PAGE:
Seven highly purified degradation products of penicillin G (PG) were examined with regard to their ability to cross-react allergically with PG. Guinea pig allergic contact dermatitis was employed as the test system. Three of these degradation products, D-benzylpenicillenic acid (BPE), D-penicillamine, and D-α-benzylpenicilloic acid were found to cross-react with PG and also to be capable of inducing delayed contact allergy in the guinea pig. BPE and PG cross-reacted with particularly intense reactions, and other immunologic experiments indicated that PG and BPE introduce identical allergic determinant groups into epidermal proteins.

These experimental results were correlated with the results of previous studies concerning the degradation pathways of PG under physiological conditions in vitro, and the chemical reactivities of these degradation products.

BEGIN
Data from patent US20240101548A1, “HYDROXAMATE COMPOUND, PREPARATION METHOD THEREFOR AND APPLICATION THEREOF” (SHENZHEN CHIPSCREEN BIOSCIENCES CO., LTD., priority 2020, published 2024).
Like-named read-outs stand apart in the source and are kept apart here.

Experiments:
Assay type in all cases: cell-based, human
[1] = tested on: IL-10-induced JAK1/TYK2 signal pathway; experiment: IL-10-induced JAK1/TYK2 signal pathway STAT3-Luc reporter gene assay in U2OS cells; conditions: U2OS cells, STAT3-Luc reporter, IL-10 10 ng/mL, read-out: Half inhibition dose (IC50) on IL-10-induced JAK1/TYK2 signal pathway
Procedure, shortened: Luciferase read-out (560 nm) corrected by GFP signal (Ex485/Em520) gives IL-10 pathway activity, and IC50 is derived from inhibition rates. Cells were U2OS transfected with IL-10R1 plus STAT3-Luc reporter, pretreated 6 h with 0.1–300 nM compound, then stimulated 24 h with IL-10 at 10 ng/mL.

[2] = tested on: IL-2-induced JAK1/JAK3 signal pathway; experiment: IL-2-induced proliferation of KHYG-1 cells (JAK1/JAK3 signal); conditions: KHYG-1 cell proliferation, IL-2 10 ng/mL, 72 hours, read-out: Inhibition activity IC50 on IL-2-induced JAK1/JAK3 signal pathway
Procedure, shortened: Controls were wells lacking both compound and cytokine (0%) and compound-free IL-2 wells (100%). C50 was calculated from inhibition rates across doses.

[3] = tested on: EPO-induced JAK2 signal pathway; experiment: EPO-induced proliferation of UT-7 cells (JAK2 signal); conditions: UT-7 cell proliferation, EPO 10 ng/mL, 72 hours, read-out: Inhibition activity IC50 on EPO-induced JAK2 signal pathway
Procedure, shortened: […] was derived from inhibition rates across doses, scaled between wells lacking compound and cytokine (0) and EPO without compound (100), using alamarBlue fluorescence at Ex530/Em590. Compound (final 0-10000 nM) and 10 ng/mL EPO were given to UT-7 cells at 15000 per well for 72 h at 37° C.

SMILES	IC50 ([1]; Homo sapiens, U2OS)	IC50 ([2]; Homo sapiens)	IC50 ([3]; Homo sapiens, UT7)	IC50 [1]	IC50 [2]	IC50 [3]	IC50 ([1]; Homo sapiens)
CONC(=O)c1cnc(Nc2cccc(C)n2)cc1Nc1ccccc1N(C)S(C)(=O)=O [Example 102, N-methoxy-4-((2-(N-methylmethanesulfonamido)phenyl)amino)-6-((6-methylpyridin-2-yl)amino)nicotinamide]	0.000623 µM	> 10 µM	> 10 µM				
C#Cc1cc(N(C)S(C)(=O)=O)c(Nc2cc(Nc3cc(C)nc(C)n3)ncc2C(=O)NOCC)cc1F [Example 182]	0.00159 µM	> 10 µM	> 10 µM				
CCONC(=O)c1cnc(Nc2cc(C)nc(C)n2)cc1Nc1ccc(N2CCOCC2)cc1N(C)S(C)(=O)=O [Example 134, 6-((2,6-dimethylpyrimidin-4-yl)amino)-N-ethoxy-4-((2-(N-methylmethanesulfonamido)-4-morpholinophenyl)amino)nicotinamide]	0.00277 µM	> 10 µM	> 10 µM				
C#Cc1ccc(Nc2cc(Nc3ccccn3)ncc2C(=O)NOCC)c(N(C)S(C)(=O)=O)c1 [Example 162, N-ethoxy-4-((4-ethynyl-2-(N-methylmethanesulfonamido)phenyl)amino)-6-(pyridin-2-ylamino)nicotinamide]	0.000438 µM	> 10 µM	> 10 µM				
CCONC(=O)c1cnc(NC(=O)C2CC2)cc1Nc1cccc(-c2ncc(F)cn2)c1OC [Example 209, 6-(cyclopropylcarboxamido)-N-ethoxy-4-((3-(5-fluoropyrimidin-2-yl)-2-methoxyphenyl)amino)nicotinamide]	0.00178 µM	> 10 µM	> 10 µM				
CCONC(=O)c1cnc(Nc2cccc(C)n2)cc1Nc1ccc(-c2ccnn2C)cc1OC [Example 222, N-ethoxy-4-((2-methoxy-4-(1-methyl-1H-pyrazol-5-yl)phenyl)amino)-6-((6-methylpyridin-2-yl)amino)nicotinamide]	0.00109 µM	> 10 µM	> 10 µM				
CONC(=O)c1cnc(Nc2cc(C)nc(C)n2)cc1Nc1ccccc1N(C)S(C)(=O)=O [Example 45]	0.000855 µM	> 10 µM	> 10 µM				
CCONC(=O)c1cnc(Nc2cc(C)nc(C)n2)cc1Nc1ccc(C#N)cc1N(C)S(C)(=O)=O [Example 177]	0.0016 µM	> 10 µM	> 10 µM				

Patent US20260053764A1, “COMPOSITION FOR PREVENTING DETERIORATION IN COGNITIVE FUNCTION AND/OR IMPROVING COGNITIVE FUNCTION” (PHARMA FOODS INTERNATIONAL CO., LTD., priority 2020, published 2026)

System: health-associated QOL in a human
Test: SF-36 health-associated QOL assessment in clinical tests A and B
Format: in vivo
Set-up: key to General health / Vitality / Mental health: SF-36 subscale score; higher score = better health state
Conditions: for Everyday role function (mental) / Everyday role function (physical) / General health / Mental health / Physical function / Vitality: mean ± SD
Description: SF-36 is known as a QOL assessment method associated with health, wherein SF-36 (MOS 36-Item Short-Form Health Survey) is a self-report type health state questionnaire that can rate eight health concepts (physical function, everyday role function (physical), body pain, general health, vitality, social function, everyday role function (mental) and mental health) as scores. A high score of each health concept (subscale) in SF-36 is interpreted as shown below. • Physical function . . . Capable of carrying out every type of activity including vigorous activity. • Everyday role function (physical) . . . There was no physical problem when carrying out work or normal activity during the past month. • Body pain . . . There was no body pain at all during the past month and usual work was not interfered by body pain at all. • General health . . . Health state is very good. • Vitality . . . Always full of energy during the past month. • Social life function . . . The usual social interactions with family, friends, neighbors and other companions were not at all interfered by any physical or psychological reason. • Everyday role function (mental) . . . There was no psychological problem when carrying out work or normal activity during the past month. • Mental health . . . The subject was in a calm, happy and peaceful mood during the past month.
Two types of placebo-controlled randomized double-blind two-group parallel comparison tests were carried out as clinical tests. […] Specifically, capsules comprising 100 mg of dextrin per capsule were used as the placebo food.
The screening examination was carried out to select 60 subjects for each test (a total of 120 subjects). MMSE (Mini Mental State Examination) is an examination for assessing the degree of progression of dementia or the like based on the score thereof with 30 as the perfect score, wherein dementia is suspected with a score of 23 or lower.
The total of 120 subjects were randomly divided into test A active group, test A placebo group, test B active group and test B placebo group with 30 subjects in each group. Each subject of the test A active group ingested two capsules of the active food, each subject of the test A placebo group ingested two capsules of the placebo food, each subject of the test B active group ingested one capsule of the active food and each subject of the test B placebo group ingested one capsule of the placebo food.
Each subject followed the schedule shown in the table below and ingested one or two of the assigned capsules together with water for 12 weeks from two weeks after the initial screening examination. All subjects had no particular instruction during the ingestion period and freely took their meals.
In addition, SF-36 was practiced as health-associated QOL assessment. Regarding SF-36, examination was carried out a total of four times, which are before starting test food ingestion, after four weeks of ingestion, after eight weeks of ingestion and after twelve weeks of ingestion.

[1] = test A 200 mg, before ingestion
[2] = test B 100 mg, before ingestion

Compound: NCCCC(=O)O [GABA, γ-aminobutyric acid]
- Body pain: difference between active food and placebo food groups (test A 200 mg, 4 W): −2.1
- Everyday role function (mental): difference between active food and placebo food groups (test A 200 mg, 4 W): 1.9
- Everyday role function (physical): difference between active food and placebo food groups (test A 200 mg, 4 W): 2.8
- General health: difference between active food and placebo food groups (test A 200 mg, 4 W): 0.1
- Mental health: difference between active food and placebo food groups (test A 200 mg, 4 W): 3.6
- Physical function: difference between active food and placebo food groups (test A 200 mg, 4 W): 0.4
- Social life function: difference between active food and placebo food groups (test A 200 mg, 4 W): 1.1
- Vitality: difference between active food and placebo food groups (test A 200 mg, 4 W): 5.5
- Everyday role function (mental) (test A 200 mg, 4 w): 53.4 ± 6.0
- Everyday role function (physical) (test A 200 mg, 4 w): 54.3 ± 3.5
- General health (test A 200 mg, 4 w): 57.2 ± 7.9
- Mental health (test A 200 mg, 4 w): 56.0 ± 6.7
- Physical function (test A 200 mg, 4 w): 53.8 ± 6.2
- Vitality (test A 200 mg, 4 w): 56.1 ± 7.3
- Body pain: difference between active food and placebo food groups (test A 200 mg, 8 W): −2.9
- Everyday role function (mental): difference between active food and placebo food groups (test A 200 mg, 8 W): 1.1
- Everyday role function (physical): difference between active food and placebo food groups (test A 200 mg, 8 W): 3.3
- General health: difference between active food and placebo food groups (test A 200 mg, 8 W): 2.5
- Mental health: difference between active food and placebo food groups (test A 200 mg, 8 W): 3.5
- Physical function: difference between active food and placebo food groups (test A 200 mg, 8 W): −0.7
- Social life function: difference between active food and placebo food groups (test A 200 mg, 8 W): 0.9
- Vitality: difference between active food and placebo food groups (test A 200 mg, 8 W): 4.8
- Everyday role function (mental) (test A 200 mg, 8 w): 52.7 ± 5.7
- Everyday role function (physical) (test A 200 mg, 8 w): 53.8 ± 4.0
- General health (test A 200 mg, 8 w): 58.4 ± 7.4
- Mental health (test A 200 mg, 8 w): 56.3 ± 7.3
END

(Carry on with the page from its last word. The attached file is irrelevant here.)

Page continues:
Based on these immunologic and chemical data, a schema is proposed which suggests the chemical pathways by which PG may react with epidermal proteins in vivo to form the penicillin antigen. The identity of the specific antigenic determinant groups of the penicillin antigen is suggested.

The relationship between PG allergy of the contact dermatitis type in the guinea pig and PG allergy of the immediate type in man is discussed.

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